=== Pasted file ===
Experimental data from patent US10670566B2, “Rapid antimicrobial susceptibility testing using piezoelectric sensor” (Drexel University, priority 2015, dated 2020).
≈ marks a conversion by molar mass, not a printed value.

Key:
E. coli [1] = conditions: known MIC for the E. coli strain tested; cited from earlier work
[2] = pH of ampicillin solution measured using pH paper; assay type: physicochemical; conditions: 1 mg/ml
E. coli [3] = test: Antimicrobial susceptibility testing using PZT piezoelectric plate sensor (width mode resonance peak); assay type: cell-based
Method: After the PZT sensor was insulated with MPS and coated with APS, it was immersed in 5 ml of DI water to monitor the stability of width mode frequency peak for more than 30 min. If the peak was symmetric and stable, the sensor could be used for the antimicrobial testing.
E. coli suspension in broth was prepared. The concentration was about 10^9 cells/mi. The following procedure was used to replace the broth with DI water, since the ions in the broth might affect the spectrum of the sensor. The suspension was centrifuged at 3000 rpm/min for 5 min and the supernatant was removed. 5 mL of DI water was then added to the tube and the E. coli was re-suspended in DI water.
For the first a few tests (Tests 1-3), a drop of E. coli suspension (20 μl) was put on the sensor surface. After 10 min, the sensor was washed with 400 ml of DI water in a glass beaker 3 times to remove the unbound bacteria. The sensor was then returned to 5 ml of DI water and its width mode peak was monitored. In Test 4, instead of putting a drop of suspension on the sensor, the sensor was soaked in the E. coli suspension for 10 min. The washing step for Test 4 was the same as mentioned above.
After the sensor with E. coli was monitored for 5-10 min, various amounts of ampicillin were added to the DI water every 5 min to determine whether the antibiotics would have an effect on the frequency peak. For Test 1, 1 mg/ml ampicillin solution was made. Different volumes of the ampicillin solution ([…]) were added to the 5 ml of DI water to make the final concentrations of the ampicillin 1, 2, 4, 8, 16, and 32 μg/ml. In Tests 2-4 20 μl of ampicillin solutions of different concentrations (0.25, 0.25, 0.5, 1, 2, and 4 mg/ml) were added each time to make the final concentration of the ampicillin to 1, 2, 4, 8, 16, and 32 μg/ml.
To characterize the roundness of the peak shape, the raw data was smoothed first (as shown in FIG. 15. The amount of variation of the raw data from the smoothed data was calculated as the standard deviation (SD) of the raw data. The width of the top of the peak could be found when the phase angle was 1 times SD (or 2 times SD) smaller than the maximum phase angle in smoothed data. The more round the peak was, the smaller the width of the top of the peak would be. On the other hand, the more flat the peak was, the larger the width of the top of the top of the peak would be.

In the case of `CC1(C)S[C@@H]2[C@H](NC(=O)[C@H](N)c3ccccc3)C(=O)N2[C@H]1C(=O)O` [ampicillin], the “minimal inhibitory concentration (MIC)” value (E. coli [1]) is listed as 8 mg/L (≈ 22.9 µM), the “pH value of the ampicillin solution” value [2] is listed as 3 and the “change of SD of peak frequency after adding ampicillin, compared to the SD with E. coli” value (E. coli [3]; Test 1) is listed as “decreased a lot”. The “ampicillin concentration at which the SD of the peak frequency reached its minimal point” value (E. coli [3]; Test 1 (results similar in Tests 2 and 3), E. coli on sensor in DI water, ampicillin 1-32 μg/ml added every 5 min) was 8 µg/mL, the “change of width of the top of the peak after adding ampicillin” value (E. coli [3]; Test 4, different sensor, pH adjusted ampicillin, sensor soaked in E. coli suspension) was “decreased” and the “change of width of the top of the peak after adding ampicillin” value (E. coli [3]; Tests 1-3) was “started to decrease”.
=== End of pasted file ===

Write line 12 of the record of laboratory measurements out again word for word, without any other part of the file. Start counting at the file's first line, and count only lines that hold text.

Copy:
In the case of `CC1(C)S[C@@H]2[C@H](NC(=O)[C@H](N)c3ccccc3)C(=O)N2[C@H]1C(=O)O` [ampicillin], the “minimal inhibitory concentration (MIC)” value (E. coli [1]) is listed as 8 mg/L (≈ 22.9 µM), the “pH value of the ampicillin solution” value [2] is listed as 3 and the “change of SD of peak frequency after adding ampicillin, compared to the SD with E. coli” value (E. coli [3]; Test 1) is listed as “decreased a lot”. The “ampicillin concentration at which the SD of the peak frequency reached its minimal point” value (E. coli [3]; Test 1 (results similar in Tests 2 and 3), E. coli on sensor in DI water, ampicillin 1-32 μg/ml added every 5 min) was 8 µg/mL, the “change of width of the top of the peak after adding ampicillin” value (E. coli [3]; Test 4, different sensor, pH adjusted ampicillin, sensor soaked in E. coli suspension) was “decreased” and the “change of width of the top of the peak after adding ampicillin” value (E. coli [3]; Tests 1-3) was “started to decrease”.